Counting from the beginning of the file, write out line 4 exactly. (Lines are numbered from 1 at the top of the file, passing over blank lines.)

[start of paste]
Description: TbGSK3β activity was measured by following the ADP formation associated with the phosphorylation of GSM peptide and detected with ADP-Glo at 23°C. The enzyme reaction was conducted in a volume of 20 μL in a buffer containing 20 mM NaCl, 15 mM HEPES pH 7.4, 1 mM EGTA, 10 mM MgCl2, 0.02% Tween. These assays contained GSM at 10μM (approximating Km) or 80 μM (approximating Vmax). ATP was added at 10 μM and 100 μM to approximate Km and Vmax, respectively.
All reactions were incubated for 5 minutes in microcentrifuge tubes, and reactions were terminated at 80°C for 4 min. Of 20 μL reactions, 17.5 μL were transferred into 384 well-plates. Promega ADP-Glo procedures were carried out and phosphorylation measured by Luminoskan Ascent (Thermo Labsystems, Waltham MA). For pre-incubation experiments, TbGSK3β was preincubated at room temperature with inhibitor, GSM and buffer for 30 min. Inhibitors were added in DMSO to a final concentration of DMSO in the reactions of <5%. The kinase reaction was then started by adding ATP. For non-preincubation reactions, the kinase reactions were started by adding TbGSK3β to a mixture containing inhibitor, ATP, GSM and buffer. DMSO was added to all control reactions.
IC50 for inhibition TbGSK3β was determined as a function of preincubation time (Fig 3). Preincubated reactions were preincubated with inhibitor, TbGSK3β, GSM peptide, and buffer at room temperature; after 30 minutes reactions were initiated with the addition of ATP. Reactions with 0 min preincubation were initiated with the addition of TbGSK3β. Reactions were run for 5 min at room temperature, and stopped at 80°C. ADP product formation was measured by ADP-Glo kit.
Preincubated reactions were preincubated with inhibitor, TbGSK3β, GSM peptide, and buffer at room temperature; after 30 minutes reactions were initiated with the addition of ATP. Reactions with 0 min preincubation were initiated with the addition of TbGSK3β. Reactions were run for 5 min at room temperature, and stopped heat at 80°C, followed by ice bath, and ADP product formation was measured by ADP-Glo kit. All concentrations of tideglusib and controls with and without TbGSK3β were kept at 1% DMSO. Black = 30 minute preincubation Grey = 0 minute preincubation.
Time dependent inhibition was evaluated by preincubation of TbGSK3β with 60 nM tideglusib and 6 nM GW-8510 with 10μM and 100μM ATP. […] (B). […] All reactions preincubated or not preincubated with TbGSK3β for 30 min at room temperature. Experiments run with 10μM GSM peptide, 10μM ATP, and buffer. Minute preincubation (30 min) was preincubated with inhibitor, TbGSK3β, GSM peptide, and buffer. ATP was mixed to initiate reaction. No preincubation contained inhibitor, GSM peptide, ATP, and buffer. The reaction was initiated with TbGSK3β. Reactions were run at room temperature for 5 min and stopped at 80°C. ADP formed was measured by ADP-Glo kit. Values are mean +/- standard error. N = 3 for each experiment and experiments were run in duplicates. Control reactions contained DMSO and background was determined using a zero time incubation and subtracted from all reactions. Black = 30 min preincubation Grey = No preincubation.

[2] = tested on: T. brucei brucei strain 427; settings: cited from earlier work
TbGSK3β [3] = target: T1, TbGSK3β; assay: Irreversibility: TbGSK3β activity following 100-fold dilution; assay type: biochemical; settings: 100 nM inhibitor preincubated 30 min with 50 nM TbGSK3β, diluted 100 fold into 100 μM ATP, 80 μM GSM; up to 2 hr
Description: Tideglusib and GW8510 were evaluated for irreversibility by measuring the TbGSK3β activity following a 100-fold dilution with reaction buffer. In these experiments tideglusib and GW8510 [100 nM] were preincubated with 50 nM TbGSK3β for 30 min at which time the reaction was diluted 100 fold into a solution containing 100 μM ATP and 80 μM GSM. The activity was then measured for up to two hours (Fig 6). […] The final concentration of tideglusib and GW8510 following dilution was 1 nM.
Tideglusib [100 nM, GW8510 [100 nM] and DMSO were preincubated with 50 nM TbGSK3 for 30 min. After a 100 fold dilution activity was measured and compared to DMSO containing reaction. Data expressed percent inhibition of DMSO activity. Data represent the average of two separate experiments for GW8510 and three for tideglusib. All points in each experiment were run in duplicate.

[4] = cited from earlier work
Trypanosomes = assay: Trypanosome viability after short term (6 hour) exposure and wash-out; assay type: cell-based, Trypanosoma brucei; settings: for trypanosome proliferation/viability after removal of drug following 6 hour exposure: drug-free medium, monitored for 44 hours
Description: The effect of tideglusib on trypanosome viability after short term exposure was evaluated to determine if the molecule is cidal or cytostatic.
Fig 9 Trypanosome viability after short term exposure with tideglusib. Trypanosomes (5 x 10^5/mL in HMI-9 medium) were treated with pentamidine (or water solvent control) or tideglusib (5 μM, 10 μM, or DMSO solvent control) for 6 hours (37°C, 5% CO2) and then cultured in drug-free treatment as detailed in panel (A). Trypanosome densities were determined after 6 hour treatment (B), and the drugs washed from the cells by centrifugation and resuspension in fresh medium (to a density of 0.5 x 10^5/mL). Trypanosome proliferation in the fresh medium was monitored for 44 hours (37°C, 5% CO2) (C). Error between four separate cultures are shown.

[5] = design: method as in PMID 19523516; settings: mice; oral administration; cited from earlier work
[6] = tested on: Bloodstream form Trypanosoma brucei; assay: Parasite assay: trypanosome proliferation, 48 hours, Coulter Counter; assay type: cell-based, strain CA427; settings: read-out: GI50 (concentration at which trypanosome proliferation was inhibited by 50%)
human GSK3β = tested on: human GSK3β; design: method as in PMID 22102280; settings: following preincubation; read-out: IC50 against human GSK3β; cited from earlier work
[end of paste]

Preincubated reactions were preincubated with inhibitor, TbGSK3β, GSM peptide, and buffer at room temperature; after 30 minutes reactions were initiated with the addition of ATP. Reactions with 0 min preincubation were initiated with the addition of TbGSK3β. Reactions were run for 5 min at room temperature, and stopped heat at 80°C, followed by ice bath, and ADP product formation was measured by ADP-Glo kit. All concentrations of tideglusib and controls with and without TbGSK3β were kept at 1% DMSO. Black = 30 minute preincubation Grey = 0 minute preincubation.